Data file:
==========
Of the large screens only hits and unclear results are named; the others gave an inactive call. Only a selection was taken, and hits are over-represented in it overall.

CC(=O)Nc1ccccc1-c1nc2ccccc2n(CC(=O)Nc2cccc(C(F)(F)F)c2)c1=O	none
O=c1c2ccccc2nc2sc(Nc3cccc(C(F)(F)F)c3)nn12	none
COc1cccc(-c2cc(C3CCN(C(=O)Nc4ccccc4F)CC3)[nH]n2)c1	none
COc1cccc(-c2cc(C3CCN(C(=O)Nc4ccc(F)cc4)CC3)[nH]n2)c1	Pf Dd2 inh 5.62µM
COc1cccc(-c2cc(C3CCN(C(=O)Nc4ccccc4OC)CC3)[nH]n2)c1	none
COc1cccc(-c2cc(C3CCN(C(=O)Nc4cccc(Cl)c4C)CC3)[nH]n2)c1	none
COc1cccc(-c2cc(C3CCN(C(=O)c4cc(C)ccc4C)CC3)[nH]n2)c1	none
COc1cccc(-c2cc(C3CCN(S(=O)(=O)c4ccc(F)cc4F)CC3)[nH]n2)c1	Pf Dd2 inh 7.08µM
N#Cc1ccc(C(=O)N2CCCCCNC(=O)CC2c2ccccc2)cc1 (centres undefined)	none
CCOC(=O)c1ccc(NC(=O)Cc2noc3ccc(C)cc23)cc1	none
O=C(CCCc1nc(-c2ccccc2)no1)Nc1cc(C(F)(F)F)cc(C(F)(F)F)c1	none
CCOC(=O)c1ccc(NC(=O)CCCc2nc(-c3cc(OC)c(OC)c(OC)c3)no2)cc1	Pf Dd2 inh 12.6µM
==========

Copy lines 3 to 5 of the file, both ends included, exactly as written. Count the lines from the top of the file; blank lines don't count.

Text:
O=c1c2ccccc2nc2sc(Nc3cccc(C(F)(F)F)c3)nn12	none
COc1cccc(-c2cc(C3CCN(C(=O)Nc4ccccc4F)CC3)[nH]n2)c1	none
COc1cccc(-c2cc(C3CCN(C(=O)Nc4ccc(F)cc4)CC3)[nH]n2)c1	Pf Dd2 inh 5.62µM